The impact of bullying. Managing feelings of isolation. Lessons on Internet and cellphone safety. Self-discovery and goal setting. Avoiding unhealthy behaviors.
These are just a few of the important topics that seventh grade students across York and Adams counties receive during special one-day leadership conferences each October.
Supported by WellSpan, the annual young women’s and young men’s leadership conferences in both counties are designed to educate, encourage and empower young people.
Seventh grade girls and boys are the focus of the conferences for a reason. Research shows that self-esteem among kids often declines around seventh-grade.
“It’s a really difficult time in their life as they’re growing up,” said Dianne Moore, RN, manager, Women’s Health and Clinical Quality, WellSpan, who helps to coordinate events in both counties. “We’re trying to plant seeds with some positive messages about reaching their greatest potential and about the importance of being a leader and finding positive ways to give back to others within their community.”
At both young women’s conferences, held respectively at Gettysburg College and York College, the girls listen to a keynote presentation on important topics and then attend workshops on issues ranging from health and body image to peer pressure and healthy relationships to career choices.
The speeches and workshops give the students “take-home” messages. Every topic is aimed at this age group. Each presenter provides a take-home message that enhances the students’ personal leadership and their wellness.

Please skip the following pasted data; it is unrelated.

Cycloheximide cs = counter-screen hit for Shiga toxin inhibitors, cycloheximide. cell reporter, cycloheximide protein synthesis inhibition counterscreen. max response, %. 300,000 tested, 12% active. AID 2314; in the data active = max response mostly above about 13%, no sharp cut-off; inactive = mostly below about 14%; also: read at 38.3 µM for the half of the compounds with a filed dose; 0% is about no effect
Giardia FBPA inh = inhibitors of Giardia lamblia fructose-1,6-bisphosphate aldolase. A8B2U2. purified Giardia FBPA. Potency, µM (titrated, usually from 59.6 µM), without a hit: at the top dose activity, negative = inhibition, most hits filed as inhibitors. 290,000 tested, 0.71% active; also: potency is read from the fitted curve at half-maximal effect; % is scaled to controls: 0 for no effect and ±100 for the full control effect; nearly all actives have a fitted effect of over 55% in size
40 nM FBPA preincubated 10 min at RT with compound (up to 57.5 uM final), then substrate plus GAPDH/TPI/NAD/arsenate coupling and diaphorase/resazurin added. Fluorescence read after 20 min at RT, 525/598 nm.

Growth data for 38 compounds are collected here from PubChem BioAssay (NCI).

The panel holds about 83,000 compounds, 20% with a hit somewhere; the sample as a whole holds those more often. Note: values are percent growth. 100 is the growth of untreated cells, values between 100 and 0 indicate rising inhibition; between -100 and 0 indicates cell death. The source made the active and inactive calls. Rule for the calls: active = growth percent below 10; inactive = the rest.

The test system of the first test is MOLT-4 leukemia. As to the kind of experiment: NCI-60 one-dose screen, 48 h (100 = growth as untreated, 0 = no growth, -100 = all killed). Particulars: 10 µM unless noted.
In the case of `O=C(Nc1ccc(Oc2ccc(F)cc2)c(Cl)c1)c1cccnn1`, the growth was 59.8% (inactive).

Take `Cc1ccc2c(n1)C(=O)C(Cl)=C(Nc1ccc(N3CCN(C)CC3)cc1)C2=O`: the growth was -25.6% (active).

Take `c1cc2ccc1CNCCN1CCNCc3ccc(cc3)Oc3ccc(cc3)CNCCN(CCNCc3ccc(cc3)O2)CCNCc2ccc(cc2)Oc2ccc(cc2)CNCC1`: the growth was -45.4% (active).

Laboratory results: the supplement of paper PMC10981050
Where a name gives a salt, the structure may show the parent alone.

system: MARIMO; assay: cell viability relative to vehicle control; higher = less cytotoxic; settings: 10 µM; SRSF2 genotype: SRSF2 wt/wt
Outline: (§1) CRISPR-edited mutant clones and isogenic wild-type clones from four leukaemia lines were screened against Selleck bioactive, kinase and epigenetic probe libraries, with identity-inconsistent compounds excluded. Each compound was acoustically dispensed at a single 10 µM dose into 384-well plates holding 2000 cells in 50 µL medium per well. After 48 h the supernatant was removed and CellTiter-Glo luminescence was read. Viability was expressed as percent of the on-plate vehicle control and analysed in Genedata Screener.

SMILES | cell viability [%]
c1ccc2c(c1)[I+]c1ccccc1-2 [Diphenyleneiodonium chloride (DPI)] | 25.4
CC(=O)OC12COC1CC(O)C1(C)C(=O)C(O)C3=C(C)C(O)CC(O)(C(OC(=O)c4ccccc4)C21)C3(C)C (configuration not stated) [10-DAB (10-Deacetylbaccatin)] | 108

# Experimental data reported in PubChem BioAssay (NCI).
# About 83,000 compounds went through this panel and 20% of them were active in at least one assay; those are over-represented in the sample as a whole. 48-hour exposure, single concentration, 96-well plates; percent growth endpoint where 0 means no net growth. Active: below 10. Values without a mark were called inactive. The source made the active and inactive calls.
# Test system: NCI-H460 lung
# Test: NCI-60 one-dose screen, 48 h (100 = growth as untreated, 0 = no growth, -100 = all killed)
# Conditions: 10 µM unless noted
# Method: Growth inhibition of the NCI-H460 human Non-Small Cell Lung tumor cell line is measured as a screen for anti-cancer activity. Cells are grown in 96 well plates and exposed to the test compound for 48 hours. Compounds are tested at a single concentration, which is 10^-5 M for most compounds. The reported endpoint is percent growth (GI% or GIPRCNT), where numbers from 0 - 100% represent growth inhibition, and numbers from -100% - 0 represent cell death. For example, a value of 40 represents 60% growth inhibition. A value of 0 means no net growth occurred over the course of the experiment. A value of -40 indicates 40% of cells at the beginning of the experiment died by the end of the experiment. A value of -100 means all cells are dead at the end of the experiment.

Separate, same-day leadership events for the boys feature a keynote speaker and guests who discuss key issues aimed specifically to the male audience.
The young people who experience the events have shared how it allowed them to talk openly about the common problems they face, like friendship and relationship issues, reaching their goals and overcoming self-consciousness.
Students have shared personal stories on the challenges of breaking away from a crowd and forging their own path. The conference teaches students about following their dreams and finding ways to make those dreams a reality.
They also learn that their dreams can sometimes be clouded by unhealthy behavior - like using drugs or alcohol, developing eating disorders, joining a gang or being involved in unhealthy friendships or relationships.
“The age group is mature enough to absorb the information and start building a foundation for lifetime skills and good decision-making,” said John Wagner co-chair of the planning committee for the Adams County leadership conferences.